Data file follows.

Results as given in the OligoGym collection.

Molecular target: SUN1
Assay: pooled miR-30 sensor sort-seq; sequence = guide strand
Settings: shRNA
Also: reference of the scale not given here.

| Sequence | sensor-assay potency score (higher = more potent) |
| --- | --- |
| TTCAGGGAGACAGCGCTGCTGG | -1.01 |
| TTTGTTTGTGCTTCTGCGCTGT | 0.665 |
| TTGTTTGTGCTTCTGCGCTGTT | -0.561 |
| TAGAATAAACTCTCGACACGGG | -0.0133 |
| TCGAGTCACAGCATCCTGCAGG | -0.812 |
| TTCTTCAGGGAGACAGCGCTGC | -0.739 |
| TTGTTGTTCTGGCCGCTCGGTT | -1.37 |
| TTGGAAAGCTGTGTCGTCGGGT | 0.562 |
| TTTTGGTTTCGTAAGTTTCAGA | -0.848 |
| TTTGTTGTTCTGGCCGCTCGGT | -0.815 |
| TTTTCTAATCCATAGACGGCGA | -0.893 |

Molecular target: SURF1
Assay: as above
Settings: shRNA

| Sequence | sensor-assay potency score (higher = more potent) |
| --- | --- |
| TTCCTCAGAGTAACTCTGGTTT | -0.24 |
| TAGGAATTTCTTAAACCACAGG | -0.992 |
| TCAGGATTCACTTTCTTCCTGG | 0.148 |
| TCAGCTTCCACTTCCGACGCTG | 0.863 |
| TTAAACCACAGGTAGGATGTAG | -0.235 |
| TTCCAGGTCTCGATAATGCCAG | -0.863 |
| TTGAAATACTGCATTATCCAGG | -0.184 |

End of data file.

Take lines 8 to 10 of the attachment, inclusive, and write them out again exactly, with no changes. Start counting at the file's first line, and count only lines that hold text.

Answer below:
| TTCAGGGAGACAGCGCTGCTGG | -1.01 |
| TTTGTTTGTGCTTCTGCGCTGT | 0.665 |
| TTGTTTGTGCTTCTGCGCTGTT | -0.561 |